Cairns and Cape Tribulation

September 30, 2009 - Cairns, Australia

OK, now its time to expand on our previous 'Australia is awesome' statement. Cairns, our first stop in Oz (as it shall be known from now on to save typing time), is located in the tropical north of the east coast and as a result is drenched in sun all year round. This has given the city a relaxed, 'permenant holiday' atmosphere that was more than welcome after the badly organised chaos of south east asia.

We spent most of our time recouperating from our asian exploits but were able to spare a day for a boat trip to the Great Barrier Reef. This was an excellent experience including stops at two different reefs where we had the opportunity to snorkel or view the reef from a semi-submersible boat. We were also given the option to try scuba diving which we both accepted only for Nick to fail the medical :-( (don't worry mum, it was nothing serious) ....... but Mike says it was cool. Whether snorkelling or diving we both saw some really colourful fish including some recognisable characters from 'Finding Nemo', Baracudas and some very big fish that we don't know the name of, a long with spectacular coral formations. The trip finished with a helicopter flight over the reef (and back to Cairns as we were lucky enough to have our flight extended free of charge!), which was really amazing and gives you an appreciation of the scale of the reef that you just don't get up close.

We then headed north to Cape Tribulation with Jenny who, if you've been paying attention, you'll remeber from our several failed attempts to travel from Xi'an to Chengdu and now lives in Cairns. Cape Tribulation is billed as the place where the rainforest meets the ocean, which turned out to be an extremely accurate description with beautiful beaches backed by thick jungle. The only drawback is that you'd have to be crazy (or Australian) to swim in the sea where you risk being killed by a jellyfish or a 'saltie' (salt water crocodile), one of only a few species in the world to actively hunt humans in their territory! So, keeping a respectable distance from any forms of water, we set about exploring the area looking for some of the less dangerous forms of wildlife.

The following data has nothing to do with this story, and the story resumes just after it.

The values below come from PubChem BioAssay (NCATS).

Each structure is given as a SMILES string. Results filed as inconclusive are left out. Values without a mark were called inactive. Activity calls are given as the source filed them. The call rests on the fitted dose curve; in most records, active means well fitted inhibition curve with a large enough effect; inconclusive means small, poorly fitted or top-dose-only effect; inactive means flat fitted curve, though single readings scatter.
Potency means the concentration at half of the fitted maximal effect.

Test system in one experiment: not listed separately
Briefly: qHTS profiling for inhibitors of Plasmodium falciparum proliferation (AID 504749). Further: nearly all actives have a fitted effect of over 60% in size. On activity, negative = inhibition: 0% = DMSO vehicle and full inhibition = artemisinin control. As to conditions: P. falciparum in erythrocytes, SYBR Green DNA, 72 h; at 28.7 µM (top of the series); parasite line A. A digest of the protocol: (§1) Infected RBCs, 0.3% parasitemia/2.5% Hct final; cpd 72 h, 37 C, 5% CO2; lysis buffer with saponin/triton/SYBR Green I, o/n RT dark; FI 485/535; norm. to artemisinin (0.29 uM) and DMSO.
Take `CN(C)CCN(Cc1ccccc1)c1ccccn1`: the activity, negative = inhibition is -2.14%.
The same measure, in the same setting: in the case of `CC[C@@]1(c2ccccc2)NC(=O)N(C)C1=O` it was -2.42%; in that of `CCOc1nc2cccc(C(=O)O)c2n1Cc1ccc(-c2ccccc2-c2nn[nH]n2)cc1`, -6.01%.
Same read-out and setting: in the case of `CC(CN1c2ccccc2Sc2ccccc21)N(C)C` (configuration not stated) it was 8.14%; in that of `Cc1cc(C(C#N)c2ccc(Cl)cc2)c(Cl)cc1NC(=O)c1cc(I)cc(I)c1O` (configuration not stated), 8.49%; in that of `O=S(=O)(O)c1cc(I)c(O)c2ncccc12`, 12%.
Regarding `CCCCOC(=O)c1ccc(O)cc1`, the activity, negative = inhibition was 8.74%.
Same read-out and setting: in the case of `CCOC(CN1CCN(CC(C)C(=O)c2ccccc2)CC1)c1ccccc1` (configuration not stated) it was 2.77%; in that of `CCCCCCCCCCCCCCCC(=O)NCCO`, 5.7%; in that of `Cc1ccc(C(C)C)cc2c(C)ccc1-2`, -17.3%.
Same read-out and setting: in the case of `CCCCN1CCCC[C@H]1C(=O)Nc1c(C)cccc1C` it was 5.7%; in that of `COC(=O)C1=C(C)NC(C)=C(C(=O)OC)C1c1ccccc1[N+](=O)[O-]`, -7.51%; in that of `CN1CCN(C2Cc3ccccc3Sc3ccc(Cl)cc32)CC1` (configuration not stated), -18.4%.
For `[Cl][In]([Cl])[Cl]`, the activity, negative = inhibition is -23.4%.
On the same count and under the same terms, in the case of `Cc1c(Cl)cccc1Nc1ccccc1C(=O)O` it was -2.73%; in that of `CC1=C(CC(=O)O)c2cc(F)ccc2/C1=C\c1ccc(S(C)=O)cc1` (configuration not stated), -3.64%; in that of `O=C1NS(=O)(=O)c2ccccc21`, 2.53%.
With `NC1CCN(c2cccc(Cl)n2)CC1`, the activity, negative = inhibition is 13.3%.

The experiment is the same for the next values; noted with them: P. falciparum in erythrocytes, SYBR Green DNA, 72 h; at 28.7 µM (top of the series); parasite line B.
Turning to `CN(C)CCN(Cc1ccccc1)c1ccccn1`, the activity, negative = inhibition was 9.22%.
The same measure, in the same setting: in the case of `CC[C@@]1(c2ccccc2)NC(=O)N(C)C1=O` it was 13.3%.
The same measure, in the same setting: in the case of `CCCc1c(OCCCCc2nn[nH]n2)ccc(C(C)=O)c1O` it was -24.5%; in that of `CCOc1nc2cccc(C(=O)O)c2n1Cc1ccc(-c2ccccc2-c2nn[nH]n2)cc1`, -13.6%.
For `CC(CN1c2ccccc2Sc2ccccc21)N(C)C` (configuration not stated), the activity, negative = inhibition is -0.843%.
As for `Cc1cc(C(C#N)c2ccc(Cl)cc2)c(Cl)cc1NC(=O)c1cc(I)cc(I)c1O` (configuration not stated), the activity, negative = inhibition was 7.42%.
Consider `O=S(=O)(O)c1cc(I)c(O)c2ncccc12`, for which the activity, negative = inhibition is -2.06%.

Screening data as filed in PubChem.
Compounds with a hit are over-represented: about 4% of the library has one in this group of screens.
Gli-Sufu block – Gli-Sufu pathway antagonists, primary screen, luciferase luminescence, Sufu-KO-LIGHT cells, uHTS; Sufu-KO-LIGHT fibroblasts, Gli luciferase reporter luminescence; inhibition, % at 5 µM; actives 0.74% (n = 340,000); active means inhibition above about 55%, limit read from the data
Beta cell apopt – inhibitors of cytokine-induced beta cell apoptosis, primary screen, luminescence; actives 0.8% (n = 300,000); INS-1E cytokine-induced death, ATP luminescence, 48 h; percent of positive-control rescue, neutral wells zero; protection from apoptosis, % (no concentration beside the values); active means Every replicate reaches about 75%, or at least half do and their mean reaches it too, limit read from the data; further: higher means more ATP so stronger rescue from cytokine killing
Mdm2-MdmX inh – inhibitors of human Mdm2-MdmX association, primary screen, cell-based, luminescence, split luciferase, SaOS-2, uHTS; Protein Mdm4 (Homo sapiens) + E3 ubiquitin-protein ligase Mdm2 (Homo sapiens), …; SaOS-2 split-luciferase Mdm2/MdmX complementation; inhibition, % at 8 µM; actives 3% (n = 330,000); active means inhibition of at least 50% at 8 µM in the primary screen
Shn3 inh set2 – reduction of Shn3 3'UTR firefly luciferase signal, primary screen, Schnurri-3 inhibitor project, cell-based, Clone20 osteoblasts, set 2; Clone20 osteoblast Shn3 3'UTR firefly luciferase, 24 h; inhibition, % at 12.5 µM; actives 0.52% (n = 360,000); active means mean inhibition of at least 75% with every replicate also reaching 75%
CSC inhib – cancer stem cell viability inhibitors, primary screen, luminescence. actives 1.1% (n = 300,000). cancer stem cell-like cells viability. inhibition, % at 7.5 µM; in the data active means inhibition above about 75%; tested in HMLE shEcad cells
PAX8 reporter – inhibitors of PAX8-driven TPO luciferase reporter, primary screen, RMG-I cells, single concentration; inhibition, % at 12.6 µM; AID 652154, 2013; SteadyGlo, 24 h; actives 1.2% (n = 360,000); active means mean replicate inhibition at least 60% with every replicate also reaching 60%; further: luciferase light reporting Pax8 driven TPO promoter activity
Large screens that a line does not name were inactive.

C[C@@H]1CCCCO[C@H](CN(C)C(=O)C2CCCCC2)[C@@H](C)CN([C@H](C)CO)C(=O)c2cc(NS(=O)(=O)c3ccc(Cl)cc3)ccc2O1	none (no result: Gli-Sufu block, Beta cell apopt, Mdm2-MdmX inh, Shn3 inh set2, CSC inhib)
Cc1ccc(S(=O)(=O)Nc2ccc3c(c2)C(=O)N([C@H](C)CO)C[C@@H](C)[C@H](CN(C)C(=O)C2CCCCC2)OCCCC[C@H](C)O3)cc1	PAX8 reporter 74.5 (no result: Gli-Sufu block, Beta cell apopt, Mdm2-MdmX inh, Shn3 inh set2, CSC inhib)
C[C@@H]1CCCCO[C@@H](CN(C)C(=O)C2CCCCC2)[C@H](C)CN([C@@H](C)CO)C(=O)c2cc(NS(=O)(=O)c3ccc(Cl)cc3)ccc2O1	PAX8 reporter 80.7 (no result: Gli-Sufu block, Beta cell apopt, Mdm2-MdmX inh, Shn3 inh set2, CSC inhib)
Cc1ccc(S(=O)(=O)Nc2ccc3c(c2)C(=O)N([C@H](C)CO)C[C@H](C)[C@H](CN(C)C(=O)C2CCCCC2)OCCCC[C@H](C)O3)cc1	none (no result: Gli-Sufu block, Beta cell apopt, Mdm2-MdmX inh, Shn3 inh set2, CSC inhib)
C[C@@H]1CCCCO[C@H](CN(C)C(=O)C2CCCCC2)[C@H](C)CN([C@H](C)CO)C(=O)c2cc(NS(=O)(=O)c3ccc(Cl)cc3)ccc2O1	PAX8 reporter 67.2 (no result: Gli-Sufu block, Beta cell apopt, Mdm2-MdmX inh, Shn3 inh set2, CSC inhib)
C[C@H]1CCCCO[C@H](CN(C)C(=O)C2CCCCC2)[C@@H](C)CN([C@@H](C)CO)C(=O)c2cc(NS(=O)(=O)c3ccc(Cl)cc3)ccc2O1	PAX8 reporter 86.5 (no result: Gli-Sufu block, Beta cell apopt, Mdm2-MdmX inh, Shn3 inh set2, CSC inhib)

This turns out to be pretty easy and we had our first animal contact with a monitor lizard (I think) while we were having lunch on the beach. We then went on an afternoon sea-kayak trip around some of the beaches and mangroves (the only time we violated the proximity to water rule) and were lucky enough to see a Dugong - similar to a Manatee and just as endangered. Pretty pleased with ourselves already we headed back to shore for prehaps the highlight of the weekend, a night-time animal spotting trek through the rainforest.

We were picked up by our very Australian guide Mick (quite like the one from Crocodile Dundee actually) and before we'd even reached the start of the trek had seen a Red Bellied Black Snake, number 21 on the list of the world's most venomous snakes (viewed from the safety of the car). Mick gave us a brief overview of the type of animals we might see before we set of into the jungle with our torches, Nick terrified by the prospect of a seeing a Bird-Eating Spider! Luckily our spider encounters were limited to the smaller (but still way too big!) Wolf spider and we were able to spot some more interesting animals. On the mammal front we saw some local forest mice called Millamies and a couple of Giant White Tailed Rats, which were over a foot long atleast! We saw a few different types of frogs including a Green Tree Frog but it was the reptiles that were the real highlight. First we spotted a Boyd's Forrest Dragon, a lizard that looks quite like a chamelion, before seeing a Brown Tree Snake. At this point our guide enhanced his reputation by picking it up whilst telling us that it was only sub-venomous (whatever that means) and you'd only be 'a bit crook' if it bit you! Finally, on the road back to our hostel, we came across a 3 meter plus amethystine python (our guide picked this one up too!), which was an amazing way to finish an excellent day!

We've now picked up our camper van (named Millie) and have started heading south, we'll keep you posted with more entries soon....


Sheila Livingstone:
October 16, 2009
What an amazing amount of wildlife to see in one weekend- I can't wait to see the photographs!

Happy camping-vanning.
Emma Livingstone:
October 17, 2009
Wow sounds like you've been having an amazing time...esp the great barrier reef! Australia was never on my list of places to go, but reading this makes me think I might have to add it (although less keen on the spider-snake options!!)I've not been on your website for ages (due to restricted internet access in Western Isles) so I was wondering where you had got to. Hope everything goes well for the rest of your trip and don't get eaten by crocodiles! xxx
October 27, 2009
Australia might be awesome, but it can't be as awesome as Stevenage! They have this amazing concrete town centre (built in the 60's of course) and a great leisure centre too (I mention it because there's not much else to mention).

I'm a little disappointed (but not at all surprised) to see that you two haven't managed to increase the post rate (not that I can talk really). It's cool that you met up with Jenny again and I hope you had fun with Millie! I wish I was in Australia as well, instead of in the cold dark rain there is over here...

Oh, and Nick - you haven't seen any Belgian girls lately I hope?!?
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